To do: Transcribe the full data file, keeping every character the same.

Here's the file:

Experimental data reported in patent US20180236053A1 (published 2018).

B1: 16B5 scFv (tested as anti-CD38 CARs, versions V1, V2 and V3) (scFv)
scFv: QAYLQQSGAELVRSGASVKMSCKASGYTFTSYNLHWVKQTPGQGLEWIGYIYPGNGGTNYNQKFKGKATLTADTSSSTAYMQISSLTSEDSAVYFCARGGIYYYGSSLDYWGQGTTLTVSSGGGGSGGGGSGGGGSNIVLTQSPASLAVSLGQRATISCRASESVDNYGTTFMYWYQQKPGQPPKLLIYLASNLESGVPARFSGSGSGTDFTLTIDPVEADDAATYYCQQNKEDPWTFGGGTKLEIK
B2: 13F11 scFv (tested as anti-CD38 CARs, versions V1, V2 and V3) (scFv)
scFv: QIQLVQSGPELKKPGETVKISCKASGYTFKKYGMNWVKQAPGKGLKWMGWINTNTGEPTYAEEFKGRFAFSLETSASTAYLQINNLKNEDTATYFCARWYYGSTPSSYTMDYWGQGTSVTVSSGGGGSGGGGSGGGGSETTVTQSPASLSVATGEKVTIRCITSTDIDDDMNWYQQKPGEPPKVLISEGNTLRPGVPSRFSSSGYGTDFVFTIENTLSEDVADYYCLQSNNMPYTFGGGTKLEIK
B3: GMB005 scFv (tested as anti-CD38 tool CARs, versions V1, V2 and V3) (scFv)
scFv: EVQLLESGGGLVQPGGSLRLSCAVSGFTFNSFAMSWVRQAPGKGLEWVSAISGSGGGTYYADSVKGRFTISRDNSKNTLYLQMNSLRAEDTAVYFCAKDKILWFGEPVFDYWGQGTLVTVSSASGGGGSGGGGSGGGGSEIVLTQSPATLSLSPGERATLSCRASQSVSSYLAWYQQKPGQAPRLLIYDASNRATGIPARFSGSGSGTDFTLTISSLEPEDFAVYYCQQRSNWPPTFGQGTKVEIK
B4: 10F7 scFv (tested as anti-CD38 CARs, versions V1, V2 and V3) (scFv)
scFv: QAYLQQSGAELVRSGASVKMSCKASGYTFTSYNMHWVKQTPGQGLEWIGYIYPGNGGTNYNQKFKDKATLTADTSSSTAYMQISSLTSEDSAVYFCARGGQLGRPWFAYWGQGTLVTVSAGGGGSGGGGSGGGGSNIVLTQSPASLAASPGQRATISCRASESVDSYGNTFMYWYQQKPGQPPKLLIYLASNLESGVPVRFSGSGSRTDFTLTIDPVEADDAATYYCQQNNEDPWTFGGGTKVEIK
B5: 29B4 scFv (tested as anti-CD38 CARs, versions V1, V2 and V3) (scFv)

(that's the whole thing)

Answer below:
Experimental data reported in patent US20180236053A1 (published 2018).

B1: 16B5 scFv (tested as anti-CD38 CARs, versions V1, V2 and V3) (scFv)
scFv: QAYLQQSGAELVRSGASVKMSCKASGYTFTSYNLHWVKQTPGQGLEWIGYIYPGNGGTNYNQKFKGKATLTADTSSSTAYMQISSLTSEDSAVYFCARGGIYYYGSSLDYWGQGTTLTVSSGGGGSGGGGSGGGGSNIVLTQSPASLAVSLGQRATISCRASESVDNYGTTFMYWYQQKPGQPPKLLIYLASNLESGVPARFSGSGSGTDFTLTIDPVEADDAATYYCQQNKEDPWTFGGGTKLEIK
B2: 13F11 scFv (tested as anti-CD38 CARs, versions V1, V2 and V3) (scFv)
scFv: QIQLVQSGPELKKPGETVKISCKASGYTFKKYGMNWVKQAPGKGLKWMGWINTNTGEPTYAEEFKGRFAFSLETSASTAYLQINNLKNEDTATYFCARWYYGSTPSSYTMDYWGQGTSVTVSSGGGGSGGGGSGGGGSETTVTQSPASLSVATGEKVTIRCITSTDIDDDMNWYQQKPGEPPKVLISEGNTLRPGVPSRFSSSGYGTDFVFTIENTLSEDVADYYCLQSNNMPYTFGGGTKLEIK
B3: GMB005 scFv (tested as anti-CD38 tool CARs, versions V1, V2 and V3) (scFv)
scFv: EVQLLESGGGLVQPGGSLRLSCAVSGFTFNSFAMSWVRQAPGKGLEWVSAISGSGGGTYYADSVKGRFTISRDNSKNTLYLQMNSLRAEDTAVYFCAKDKILWFGEPVFDYWGQGTLVTVSSASGGGGSGGGGSGGGGSEIVLTQSPATLSLSPGERATLSCRASQSVSSYLAWYQQKPGQAPRLLIYDASNRATGIPARFSGSGSGTDFTLTISSLEPEDFAVYYCQQRSNWPPTFGQGTKVEIK
B4: 10F7 scFv (tested as anti-CD38 CARs, versions V1, V2 and V3) (scFv)
scFv: QAYLQQSGAELVRSGASVKMSCKASGYTFTSYNMHWVKQTPGQGLEWIGYIYPGNGGTNYNQKFKDKATLTADTSSSTAYMQISSLTSEDSAVYFCARGGQLGRPWFAYWGQGTLVTVSAGGGGSGGGGSGGGGSNIVLTQSPASLAASPGQRATISCRASESVDSYGNTFMYWYQQKPGQPPKLLIYLASNLESGVPVRFSGSGSRTDFTLTIDPVEADDAATYYCQQNNEDPWTFGGGTKVEIK
B5: 29B4 scFv (tested as anti-CD38 CARs, versions V1, V2 and V3) (scFv)